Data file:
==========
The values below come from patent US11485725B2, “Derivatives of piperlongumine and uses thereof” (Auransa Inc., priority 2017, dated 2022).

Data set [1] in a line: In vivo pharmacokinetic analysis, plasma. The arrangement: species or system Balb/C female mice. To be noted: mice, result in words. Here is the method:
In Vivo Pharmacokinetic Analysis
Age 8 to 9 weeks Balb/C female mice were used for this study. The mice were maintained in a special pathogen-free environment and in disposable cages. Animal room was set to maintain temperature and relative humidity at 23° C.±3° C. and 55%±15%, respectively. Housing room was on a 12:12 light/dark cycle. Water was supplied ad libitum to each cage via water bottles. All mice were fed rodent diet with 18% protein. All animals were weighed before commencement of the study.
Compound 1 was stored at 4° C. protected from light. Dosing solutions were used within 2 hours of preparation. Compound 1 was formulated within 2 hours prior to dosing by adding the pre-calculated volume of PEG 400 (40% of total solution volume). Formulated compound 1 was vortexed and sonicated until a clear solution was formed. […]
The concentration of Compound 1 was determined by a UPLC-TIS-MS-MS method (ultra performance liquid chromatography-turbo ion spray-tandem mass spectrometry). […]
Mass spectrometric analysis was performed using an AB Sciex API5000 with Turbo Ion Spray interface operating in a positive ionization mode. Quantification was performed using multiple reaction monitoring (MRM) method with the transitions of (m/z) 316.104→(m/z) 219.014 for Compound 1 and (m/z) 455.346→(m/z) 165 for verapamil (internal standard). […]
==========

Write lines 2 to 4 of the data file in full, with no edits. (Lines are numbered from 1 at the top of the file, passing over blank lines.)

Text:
Data set [1] in a line: In vivo pharmacokinetic analysis, plasma. The arrangement: species or system Balb/C female mice. To be noted: mice, result in words. Here is the method:
In Vivo Pharmacokinetic Analysis
Age 8 to 9 weeks Balb/C female mice were used for this study. The mice were maintained in a special pathogen-free environment and in disposable cages. Animal room was set to maintain temperature and relative humidity at 23° C.±3° C. and 55%±15%, respectively. Housing room was on a 12:12 light/dark cycle. Water was supplied ad libitum to each cage via water bottles. All mice were fed rodent diet with 18% protein. All animals were weighed before commencement of the study.